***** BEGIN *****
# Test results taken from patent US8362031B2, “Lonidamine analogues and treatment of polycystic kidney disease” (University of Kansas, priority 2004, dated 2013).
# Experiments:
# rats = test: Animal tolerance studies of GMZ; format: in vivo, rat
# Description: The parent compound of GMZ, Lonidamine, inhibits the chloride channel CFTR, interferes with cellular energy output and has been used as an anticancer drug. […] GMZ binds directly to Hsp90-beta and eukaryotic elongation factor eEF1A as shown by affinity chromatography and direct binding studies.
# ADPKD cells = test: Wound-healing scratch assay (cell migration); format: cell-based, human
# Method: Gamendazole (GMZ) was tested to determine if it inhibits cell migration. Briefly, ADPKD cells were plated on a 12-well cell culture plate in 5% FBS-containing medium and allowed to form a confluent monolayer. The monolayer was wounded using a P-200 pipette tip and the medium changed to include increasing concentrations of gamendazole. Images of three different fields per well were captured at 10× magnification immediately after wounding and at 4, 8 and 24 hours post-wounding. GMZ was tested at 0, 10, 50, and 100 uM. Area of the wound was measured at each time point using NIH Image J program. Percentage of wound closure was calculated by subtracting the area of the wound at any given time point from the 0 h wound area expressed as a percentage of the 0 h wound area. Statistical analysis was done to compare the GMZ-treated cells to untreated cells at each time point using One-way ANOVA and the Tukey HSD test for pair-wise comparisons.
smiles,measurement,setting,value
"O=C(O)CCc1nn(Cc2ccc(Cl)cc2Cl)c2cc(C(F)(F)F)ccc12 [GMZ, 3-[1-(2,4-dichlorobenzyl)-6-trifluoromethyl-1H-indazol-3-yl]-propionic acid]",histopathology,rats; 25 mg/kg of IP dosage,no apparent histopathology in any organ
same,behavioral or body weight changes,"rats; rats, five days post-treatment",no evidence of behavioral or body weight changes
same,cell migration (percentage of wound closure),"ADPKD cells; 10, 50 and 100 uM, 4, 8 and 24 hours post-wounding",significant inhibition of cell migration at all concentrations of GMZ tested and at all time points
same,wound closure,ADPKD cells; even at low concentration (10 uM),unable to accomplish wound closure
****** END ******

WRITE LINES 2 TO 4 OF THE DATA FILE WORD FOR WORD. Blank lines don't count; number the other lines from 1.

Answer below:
# Experiments:
# rats = test: Animal tolerance studies of GMZ; format: in vivo, rat
# Description: The parent compound of GMZ, Lonidamine, inhibits the chloride channel CFTR, interferes with cellular energy output and has been used as an anticancer drug. […] GMZ binds directly to Hsp90-beta and eukaryotic elongation factor eEF1A as shown by affinity chromatography and direct binding studies.